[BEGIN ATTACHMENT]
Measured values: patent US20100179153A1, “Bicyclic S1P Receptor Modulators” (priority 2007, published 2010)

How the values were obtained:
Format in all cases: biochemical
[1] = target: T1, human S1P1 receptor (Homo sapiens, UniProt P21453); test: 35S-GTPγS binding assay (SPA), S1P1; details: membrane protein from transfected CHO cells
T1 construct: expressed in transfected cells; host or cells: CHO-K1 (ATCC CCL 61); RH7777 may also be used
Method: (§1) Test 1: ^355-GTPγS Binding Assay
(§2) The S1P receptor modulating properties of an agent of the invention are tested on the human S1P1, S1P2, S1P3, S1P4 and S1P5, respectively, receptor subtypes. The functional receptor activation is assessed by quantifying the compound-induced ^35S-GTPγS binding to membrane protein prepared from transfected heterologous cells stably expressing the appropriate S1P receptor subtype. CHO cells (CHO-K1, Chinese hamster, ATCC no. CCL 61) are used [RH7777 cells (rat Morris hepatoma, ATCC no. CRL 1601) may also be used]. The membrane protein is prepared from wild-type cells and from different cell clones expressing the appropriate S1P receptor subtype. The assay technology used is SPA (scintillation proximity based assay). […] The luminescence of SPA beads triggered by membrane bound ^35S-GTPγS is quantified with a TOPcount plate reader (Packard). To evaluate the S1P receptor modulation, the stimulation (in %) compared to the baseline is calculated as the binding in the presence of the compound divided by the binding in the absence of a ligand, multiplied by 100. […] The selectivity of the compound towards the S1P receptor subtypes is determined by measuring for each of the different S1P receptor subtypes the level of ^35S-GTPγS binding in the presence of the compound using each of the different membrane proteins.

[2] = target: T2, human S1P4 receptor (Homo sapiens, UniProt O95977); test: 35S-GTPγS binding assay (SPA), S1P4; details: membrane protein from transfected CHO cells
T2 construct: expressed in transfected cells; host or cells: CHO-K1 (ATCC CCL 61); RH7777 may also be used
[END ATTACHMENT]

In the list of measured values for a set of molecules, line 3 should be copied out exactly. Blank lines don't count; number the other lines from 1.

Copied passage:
Format in all cases: biochemical